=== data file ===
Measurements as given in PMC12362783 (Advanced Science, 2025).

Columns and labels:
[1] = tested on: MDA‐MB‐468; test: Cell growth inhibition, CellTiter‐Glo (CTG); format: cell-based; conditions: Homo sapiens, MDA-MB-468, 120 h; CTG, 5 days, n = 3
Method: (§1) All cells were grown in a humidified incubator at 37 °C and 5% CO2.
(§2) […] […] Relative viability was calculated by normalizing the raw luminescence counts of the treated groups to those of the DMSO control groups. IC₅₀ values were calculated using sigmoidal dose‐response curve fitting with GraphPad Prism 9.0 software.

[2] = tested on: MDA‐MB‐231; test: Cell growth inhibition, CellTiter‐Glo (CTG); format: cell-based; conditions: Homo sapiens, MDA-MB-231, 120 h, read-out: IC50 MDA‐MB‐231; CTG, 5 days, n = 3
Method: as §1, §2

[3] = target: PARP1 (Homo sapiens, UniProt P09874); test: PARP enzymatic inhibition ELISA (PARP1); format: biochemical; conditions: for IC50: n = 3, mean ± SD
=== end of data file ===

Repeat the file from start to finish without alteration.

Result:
Measurements as given in PMC12362783 (Advanced Science, 2025).

Columns and labels:
[1] = tested on: MDA‐MB‐468; test: Cell growth inhibition, CellTiter‐Glo (CTG); format: cell-based; conditions: Homo sapiens, MDA-MB-468, 120 h; CTG, 5 days, n = 3
Method: (§1) All cells were grown in a humidified incubator at 37 °C and 5% CO2.
(§2) […] […] Relative viability was calculated by normalizing the raw luminescence counts of the treated groups to those of the DMSO control groups. IC₅₀ values were calculated using sigmoidal dose‐response curve fitting with GraphPad Prism 9.0 software.

[2] = tested on: MDA‐MB‐231; test: Cell growth inhibition, CellTiter‐Glo (CTG); format: cell-based; conditions: Homo sapiens, MDA-MB-231, 120 h, read-out: IC50 MDA‐MB‐231; CTG, 5 days, n = 3
Method: as §1, §2

[3] = target: PARP1 (Homo sapiens, UniProt P09874); test: PARP enzymatic inhibition ELISA (PARP1); format: biochemical; conditions: for IC50: n = 3, mean ± SD